This week's book giveaway is in the Mac OS forum. We're giving away four copies of a choice of "Take Control of Upgrading to Yosemite" or "Take Control of Automating Your Mac" and have Joe Kissell on-line! See this thread for details.
hi I am a bit confused about the two. is that the way it goes?: In aggregation there is a part - whole relationship where the part is dependant of the whole. destrying the whole and the part is destroyd. Composition is a part-whole relationship where both can exist indepandantley. or is it the other way around? shai
Shai koren<br />SCJP2 <br />SCEA (well yea only part 1 so far)
The way I think about it is that aggregation is just a regular association with additional information about whole-part thing - doesn't have any implcation on the implementation. However composition being also whole-part thing additionally affects the life cycle of objects. Meaning that when you delete whole objects parts also get deleted and probably you can only create parts by adding them to the "whole" object (ie they cannot exist on their own). In my practice I never use regular aggregations ... they just too confusing for developers. However I use compositions (composite aggragation is the whole name I believe) quite a lot ... especially with any O/R mapping. Cheers, Krzysztof
All, This is my understanding... 1. Association (represented by a line between two classes, optionally an arrowhead represents direction): This is the weakest form of reference. I like to compare this with global variables or static members. If an object got a reference to a singleton, I would call that association. When the calling object goes out of scope, the singleton is still available for use by other clients. 2.Aggregation - stronger form of association (represented by a hollow diamond on the non-arrowhead side of the line): In aggregation, the instances of one class share a reference to the instance of the referenced class. In some programming languages, this is represented by shared variables. Non-software example: Assume two circles are intersecting each other. At the point of intersection, the point is being shared by the two circles. If one circle goes out of scope, the point does not. Good s/w example is when you use the prototype pattern and do "shallow cloning." When the prototypical object is cloned, the object references are shared. 3. Composition: Strongest form of association. Also a whole-part relationship (represented with a solid diamond on the non-arrowhead side): Here the instance of the reference belongs to the instance of the instantiator. Best examples are instance variables created by the instantiator (not just obtaining a reference to an object.) A good example is "deep copy" using the prototype pattern. Each prototypical instance has it's own instances of object references. HTH.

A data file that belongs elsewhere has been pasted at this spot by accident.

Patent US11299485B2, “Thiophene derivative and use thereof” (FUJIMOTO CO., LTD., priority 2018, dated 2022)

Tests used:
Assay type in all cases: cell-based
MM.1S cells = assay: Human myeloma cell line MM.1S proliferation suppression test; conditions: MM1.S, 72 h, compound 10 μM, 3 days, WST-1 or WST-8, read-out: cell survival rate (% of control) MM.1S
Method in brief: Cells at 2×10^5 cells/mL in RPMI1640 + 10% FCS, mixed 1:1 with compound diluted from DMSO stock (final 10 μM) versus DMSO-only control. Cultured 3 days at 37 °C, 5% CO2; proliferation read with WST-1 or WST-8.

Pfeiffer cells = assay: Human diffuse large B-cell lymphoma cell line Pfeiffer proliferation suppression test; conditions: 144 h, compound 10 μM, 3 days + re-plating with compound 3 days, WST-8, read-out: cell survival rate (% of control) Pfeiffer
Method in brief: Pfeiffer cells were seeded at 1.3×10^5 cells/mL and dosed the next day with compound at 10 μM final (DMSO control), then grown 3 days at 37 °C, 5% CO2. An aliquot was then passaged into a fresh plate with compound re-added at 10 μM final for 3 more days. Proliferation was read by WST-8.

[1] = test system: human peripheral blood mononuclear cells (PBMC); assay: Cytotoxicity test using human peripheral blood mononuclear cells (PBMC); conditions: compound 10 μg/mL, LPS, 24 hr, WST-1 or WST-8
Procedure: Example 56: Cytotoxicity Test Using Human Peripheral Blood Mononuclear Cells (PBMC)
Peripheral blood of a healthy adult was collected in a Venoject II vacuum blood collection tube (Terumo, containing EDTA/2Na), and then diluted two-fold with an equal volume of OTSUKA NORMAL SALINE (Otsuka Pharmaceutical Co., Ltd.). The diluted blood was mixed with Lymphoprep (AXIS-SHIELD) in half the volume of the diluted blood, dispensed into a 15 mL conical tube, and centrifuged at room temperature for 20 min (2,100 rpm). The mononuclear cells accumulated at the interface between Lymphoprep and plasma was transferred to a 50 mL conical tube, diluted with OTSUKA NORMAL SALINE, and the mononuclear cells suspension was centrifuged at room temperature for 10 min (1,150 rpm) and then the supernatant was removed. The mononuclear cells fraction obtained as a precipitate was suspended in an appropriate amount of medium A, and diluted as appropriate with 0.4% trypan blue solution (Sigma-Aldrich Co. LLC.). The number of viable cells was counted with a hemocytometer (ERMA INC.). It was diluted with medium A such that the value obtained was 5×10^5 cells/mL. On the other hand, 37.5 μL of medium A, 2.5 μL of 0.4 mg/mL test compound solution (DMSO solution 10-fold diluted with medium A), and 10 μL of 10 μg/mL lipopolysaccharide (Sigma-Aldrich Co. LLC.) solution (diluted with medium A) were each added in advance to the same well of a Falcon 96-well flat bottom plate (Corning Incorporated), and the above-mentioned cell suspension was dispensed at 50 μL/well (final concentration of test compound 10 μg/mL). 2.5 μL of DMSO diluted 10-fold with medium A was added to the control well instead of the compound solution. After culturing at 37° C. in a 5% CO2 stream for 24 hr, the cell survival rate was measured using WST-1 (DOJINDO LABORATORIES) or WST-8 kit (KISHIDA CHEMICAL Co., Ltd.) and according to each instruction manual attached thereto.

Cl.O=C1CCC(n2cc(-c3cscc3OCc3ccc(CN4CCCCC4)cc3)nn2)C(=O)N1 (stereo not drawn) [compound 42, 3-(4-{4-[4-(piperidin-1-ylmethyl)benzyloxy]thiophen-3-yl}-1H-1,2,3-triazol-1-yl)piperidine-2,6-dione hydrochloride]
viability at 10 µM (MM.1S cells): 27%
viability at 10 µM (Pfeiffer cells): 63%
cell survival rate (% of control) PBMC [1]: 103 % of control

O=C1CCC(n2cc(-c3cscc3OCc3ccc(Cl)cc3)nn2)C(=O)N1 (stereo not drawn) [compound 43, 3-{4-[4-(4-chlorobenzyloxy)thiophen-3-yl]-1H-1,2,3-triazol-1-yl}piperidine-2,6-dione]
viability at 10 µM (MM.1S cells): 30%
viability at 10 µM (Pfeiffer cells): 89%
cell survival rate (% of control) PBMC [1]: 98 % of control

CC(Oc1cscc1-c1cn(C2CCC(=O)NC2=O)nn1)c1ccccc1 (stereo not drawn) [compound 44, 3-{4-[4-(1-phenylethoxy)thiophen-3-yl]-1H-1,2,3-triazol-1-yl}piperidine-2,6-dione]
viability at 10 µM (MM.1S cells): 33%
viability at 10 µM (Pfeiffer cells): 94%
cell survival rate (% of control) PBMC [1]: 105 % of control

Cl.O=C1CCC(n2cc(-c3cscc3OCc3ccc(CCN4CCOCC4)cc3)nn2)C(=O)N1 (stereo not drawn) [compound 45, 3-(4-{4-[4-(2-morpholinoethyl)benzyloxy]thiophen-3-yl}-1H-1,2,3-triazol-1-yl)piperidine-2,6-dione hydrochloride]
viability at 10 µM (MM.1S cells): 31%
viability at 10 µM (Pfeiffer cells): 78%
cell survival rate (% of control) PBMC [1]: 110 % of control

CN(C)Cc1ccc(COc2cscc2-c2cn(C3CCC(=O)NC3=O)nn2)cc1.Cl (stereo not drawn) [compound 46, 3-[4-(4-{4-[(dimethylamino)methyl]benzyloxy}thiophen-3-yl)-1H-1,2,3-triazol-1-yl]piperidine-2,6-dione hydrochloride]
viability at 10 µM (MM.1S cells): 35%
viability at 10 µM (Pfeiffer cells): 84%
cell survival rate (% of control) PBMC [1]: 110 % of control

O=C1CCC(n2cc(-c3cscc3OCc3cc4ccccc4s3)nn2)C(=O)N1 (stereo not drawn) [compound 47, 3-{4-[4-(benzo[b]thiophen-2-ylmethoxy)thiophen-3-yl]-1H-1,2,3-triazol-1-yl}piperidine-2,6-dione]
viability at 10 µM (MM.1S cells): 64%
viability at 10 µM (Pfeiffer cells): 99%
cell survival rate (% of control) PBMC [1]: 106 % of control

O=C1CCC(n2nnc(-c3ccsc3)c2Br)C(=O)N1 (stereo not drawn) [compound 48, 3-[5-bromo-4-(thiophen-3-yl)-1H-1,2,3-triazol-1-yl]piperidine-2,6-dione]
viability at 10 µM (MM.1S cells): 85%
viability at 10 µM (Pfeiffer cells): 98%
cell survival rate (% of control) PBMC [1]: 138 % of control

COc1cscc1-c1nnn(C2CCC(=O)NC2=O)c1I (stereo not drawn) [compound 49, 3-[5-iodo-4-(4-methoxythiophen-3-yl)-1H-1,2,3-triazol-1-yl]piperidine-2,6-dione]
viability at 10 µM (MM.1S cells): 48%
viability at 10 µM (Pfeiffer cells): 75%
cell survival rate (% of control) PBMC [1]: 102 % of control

Sanjay Raghavan<br />SCJP2, SCEA-J2EE<br />Moderator - <a href="http://groups.yahoo.com/group/scea_prep" target="_blank" rel="nofollow">SCEA PREP</a><br />Co-Author - <a href="http://www.whizlabs.com/scea/scea.html" target="_blank" rel="nofollow">SCEA@Whiz</a><br /><i>Where did you sip your Java Today?</i>